- Size of the company: Depending on the type of loan you seek, the size of your company may impact your ability to get a loan, as well as the credit limit associated with your loan. If you are considering a loan backed by the U.S. Small Business Administration (SBA), for example, your business must meet the SBA’s size standards for a small business. For project-based financing lenders, the size of the company is important because it gives a rough estimate of how much material or labor you will need to pay on a yearly basis. If your construction business does $1 million per year in revenue, it’s fair to assume you may be purchasing about $300-$400k of materials. Requests well above that estimate could raise red flags to the lender.
- Delinquencies: Lenders may check if you have had any delinquencies on previous loans. If so, lenders may likely be less likely to issue you a new contractor loan.
- Bankruptcies: Lenders will surely look to see if you’ve had any bankruptcies in your past. It goes without saying that no bankruptcies are a good thing here.
If your company faces any of these hurdles, don’t be discouraged. There are several ways to improve your credit and strengthen your loan application.
Building Your Construction Company’s Credit
Your ability to get a contractor loan hinges on your company’s finances and credit history. If you need to build your company’s credit, focus on the following:
- Prioritize on-time payments: Your payment history has a significant impact on your credit score. Focus on making on-time, regular payments to any current bills and lines of credit. Additionally, focus on paying off loans from lenders that report back to the credit agencies.
- Plan your purchases in advance: Making a large purchase on a credit card can increase your utilization rate, which will likely lower your contractor credit score. By planning your purchases in advance (and ensuring you have the capital to quickly pay those debts off), you can raise your credit score.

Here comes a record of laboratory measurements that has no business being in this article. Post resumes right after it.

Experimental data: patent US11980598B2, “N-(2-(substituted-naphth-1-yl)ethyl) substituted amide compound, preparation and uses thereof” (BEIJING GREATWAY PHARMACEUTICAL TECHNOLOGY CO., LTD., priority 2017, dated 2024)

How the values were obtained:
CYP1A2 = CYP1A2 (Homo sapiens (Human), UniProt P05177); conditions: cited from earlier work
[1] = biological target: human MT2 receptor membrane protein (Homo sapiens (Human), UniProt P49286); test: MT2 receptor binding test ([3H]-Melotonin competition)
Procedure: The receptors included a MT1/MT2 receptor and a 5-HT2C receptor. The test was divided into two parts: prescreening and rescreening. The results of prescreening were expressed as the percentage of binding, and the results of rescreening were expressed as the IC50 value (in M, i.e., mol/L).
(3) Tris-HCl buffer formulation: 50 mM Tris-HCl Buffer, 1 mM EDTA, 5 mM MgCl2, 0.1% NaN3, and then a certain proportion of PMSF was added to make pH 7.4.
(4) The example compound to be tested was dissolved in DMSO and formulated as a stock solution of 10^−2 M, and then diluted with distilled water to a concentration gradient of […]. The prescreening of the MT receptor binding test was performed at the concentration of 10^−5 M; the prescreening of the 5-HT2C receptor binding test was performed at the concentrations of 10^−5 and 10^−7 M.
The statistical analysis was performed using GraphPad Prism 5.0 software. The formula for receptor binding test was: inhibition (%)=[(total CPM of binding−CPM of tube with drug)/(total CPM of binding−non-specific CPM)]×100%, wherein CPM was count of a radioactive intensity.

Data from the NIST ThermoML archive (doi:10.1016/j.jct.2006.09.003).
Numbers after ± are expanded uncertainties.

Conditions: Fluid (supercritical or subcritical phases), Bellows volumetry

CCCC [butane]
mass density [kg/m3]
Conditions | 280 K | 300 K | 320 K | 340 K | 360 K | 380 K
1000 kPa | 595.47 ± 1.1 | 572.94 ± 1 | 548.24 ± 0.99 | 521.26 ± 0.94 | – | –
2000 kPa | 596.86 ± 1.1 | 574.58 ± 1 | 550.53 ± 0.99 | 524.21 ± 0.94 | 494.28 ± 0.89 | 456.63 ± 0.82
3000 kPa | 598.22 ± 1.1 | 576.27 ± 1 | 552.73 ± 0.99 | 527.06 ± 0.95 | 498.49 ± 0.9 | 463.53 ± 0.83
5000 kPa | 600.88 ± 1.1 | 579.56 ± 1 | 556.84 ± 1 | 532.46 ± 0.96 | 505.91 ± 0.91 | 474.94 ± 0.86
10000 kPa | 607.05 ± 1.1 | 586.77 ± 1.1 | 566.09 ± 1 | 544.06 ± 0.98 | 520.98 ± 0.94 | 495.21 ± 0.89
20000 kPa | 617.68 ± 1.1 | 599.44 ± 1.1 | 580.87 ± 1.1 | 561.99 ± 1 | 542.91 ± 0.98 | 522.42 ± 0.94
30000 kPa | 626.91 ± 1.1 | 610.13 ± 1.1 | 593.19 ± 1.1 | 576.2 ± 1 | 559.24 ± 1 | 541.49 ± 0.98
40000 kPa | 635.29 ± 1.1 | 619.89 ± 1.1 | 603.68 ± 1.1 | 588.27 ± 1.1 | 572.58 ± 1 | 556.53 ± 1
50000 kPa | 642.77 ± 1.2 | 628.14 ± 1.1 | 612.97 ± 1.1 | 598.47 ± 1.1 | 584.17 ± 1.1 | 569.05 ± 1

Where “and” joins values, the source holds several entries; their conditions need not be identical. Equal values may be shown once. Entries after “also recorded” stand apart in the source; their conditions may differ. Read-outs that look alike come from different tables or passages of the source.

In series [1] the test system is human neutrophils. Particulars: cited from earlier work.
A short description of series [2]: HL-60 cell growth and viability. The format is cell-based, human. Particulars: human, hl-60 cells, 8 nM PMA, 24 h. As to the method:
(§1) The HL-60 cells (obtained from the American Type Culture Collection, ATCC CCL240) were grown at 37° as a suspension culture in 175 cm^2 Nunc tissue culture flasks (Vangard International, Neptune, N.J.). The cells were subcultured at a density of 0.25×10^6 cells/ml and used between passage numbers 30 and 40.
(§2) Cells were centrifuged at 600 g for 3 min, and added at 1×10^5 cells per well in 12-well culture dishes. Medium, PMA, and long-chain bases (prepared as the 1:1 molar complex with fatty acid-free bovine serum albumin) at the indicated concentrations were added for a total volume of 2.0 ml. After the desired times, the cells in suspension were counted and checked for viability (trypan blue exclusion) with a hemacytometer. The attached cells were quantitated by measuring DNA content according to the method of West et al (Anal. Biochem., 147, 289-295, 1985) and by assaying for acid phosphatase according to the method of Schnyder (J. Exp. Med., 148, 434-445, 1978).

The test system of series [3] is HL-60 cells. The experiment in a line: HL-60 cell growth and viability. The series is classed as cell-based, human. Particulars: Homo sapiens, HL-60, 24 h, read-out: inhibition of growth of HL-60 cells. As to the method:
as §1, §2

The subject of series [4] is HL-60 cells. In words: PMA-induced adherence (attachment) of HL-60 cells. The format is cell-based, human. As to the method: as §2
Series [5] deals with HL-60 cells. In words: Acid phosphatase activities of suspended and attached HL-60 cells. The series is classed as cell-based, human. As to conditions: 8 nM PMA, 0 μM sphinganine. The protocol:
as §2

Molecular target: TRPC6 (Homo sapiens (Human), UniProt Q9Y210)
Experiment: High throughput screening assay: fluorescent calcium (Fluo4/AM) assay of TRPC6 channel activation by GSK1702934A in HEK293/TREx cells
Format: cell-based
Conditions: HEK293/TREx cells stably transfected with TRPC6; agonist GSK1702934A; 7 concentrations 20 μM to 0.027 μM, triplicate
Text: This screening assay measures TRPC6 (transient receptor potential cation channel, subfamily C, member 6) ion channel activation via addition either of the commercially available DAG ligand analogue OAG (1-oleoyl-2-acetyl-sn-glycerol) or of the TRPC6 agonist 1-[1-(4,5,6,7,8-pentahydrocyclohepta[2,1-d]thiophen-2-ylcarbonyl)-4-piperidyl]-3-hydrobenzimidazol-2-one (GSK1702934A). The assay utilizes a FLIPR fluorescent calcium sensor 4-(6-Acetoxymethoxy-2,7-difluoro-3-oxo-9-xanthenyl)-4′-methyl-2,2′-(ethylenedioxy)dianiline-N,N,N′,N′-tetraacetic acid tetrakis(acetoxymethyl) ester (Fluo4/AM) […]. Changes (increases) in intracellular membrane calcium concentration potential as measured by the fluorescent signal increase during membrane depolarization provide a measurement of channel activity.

- Work with vendors that report to the credit agencies and ensure timely payments: Some vendors allow you to purchase goods from suppliers and pay later — sometimes 30, 60, 90, or even 120 days later. Those vendors then report your payments to the three major commercial credit agencies, which can help your company build strong business credit. For example, Billd, which offers material purchase funding, reports back to the credit bureaus.
- Pay off small personal debts: Make sure to pay off any small personal debts. They can have an effect on your contractor credit score and compared to your business cash flow, they are minor. Don’t let a $1,000 collection change your business credit options.
- Monitor your business and personal credit scores: Be sure to keep your personal and business credit top of mind and monitor it frequently. If you see a drop, understand why. Make the necessary changes to bring it back up. You can monitor your credit scores directly on the credit bureaus, Equifax, Transunion, and Experian. Or, use a service like Lifelock, which notifies you of changes to your credit or when your credit is pulled, among other benefits.
Over time, these efforts can help your business establish a strong credit score, which can strengthen your contractor loan or credit application.
Ultimately, there are a number of financing options available to construction companies to help you get the funding you need to win bids, complete projects, maintain positive cash flow, and grow your business.
And that’s exactly why Billd was founded. Our payment solution was created for material purchasing. Through Billd, suppliers receive prompt payments, while contractors enjoy 120 days to pay, so you can avoid cash flow problems and keep your business on a growth trajectory.